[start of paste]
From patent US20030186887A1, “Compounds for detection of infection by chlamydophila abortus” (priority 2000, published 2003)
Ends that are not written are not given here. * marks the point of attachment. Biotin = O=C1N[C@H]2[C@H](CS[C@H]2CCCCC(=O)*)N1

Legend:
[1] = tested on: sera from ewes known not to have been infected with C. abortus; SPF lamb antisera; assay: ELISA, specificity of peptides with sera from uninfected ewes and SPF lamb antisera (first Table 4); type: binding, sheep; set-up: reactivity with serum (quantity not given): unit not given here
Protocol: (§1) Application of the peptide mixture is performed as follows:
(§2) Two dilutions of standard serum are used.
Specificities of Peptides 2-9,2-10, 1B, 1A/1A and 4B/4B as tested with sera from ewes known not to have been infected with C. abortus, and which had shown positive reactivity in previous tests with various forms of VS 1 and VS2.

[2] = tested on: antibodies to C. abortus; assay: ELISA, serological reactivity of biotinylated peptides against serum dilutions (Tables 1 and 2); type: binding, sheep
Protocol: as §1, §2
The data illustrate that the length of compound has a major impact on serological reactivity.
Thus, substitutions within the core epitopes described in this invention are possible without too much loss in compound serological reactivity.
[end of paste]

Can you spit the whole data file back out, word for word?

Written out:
From patent US20030186887A1, “Compounds for detection of infection by chlamydophila abortus” (priority 2000, published 2003)
Ends that are not written are not given here. * marks the point of attachment. Biotin = O=C1N[C@H]2[C@H](CS[C@H]2CCCCC(=O)*)N1

Legend:
[1] = tested on: sera from ewes known not to have been infected with C. abortus; SPF lamb antisera; assay: ELISA, specificity of peptides with sera from uninfected ewes and SPF lamb antisera (first Table 4); type: binding, sheep; set-up: reactivity with serum (quantity not given): unit not given here
Protocol: (§1) Application of the peptide mixture is performed as follows:
(§2) Two dilutions of standard serum are used.
Specificities of Peptides 2-9,2-10, 1B, 1A/1A and 4B/4B as tested with sera from ewes known not to have been infected with C. abortus, and which had shown positive reactivity in previous tests with various forms of VS 1 and VS2.

[2] = tested on: antibodies to C. abortus; assay: ELISA, serological reactivity of biotinylated peptides against serum dilutions (Tables 1 and 2); type: binding, sheep
Protocol: as §1, §2
The data illustrate that the length of compound has a major impact on serological reactivity.
Thus, substitutions within the core epitopes described in this invention are possible without too much loss in compound serological reactivity.